Neural networks are powerful regressors 
. Training a neural network for regression means finding values for its free parameters using supervised learning techniques. This generally requires a large amount of labeled training data. Generally the harder the task, the larger the neural network, and the more training data required.
When labeled training data are scarce, one must either generate and use synthetic data to train, or resort to unsupervised generative modeling and generally slow test-time inference since it must be run afresh for new data. The deep learning community has reported remarkable results taking the former approach, either in the limited form of data augmentation[2, 3], where a dataset is artificially enlarged using label-preserving transformations, or training models solely on synthetic data, such as the groundbreaking work on text recognition in the wild [4, 5, 6], which was achieved by training a neural network to recognize text using synthetically generated realistic renders. Goodfellow et al.  addressed recognition of house numbers in Google Street View images in a supervised fashion, also solving reCaptcha  images using synthetic data to train a recognition network from image to latent text. That the authors were Google employees meant that they had access to the true reCaptcha generative model and thus could generate millions of labeled instances for use in a standard supervised-learning pipeline. More recently, Stark et al.  also used synthetic data for Captcha-solving and Wang et al.  for font identification.
A contribution of this paper is to point out that this kind of use of synthetic data to train a neural network under a standard loss is, in fact, equivalent to training an artifact to do amortized approximate inference, in the sense of Gershman and Goodman , for the generative model corresponding to the synthetic data generator. This relationship forms the basis of our recent work on inference compilation for probabilistic programming  and is also noted by both Paige and Wood  and Papamakarios and Murray , where approximate inference guided by neural proposals is the goal rather than training neural networks using synthetic data. A consequence of this is that there is no need to ever reuse training data, as “infinite” labeled training data can be generated at training time from the generative model. Another contribution we make is a suggestion for how to take advantage of this framework by running a neural network more than once at test time to compute task-specific uncertainties of interest.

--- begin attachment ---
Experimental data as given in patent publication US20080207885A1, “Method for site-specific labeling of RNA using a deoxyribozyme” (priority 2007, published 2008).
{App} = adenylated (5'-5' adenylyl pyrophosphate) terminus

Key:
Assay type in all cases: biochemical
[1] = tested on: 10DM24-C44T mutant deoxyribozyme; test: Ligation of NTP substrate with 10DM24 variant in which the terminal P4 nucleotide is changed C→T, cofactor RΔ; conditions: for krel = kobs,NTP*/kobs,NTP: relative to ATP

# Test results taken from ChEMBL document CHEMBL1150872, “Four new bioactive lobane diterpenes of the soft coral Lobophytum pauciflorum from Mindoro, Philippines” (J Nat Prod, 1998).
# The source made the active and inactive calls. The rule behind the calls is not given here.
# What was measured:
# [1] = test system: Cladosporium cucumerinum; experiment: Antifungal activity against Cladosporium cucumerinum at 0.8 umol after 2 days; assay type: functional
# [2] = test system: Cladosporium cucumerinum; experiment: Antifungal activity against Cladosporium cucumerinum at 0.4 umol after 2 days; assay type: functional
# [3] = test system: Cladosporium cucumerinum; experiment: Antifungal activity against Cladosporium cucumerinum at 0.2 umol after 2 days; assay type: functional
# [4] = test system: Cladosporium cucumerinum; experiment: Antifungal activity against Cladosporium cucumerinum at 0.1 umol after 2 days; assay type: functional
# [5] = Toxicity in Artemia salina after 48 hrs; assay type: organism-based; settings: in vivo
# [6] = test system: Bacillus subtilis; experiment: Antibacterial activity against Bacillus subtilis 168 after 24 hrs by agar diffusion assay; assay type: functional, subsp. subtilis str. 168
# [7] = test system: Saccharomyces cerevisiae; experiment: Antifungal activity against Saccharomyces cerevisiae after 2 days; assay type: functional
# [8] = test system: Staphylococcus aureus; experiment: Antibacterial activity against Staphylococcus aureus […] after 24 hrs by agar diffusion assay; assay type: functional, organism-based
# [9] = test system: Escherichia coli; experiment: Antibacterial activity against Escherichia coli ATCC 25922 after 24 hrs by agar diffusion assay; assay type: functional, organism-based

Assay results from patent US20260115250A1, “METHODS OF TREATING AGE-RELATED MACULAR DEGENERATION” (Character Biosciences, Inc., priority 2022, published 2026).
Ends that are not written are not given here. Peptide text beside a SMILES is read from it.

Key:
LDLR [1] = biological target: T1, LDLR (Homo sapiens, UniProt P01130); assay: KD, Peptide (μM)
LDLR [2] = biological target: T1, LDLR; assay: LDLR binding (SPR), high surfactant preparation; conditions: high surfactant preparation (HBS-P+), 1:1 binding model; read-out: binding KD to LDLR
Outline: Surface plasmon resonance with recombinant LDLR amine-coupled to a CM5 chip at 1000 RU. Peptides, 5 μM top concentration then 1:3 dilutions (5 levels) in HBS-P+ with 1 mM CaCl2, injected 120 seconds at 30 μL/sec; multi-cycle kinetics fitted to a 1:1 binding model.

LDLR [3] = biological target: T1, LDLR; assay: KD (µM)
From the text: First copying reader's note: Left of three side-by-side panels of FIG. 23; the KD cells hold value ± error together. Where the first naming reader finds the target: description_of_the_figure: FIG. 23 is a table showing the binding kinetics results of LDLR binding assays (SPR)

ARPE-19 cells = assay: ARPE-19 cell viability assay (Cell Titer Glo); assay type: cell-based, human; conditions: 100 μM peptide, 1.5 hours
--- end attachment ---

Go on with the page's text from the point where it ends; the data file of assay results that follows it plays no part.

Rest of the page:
These contributions can also be seen as a reminder and guidance to the neural network community as it continues to move towards tackling unsupervised inference and problems in which labeled training data are difficult or impossible to obtain. Towards this end, we examine experimental findings that highlight problems that are likely to arise when using synthetic data to train neural networks. We discuss these problems in terms of the brittleness demonstrated to exist for deep neural networks, for example by Szegedy et al. , who showed that perceptually indistinguishable variations in neural network input can lead to profound changes in output. We also discuss model misspecification in the Bayesian sense .
The paper structure is as follows. In Section II, we develop a probabilistic synthetic data generative model and suggest a single, flexible neural network architecture for Captcha-breaking. In Section III
, we train each such model independently using training data derived from running the synthetic data generator with parameters set to produce the corresponding style. These neural networks are shown to produce extremely good breaking performance, both in terms of accuracy and speed, well beyond standard computer vision pipeline results and comparable to recent deep learning results. We then discuss and demonstrate the brittleness of these regressors. We demonstrate improved robustness by focusing on and improving the generative model. In SectionIV, we illustrate the connection of the demonstrated brittleness with Bayesian model mismatch. We end by explaining how the learned neural network can be used to perform sample-based approximate inference.
|Style||Baidu (2011)||Baidu (2013)||eBay||Yahoo||reCaptcha||Wikipedia|
|BT||72 ms||67 ms||122 ms||106 ms||78 ms||90 ms||90 ms|
|Bursztein et al. ||RR||38.68%||55.22%||51.39%||5.33%||22.67%||28.29%|
|BT||3.94 s||1.9 s||2.31 s||7.95 s||4.59 s|
|Starostenko et al. ||RR||91.5%||54.6%|
|Gao et al. ||RR||34%||55%||34%|
|Gao et al. ||RR||51%||36%|
|BT||7.58 s||14.72 s|
|Goodfellow et al. ||RR||99.8%|
|Stark et al. ||RR||90%|
Assuming no access to the true Captcha  generating system and a paucity of labeled training data, how does one go about breaking Captchas? A hint appears in the probabilistic programming community’s approach to procedural graphics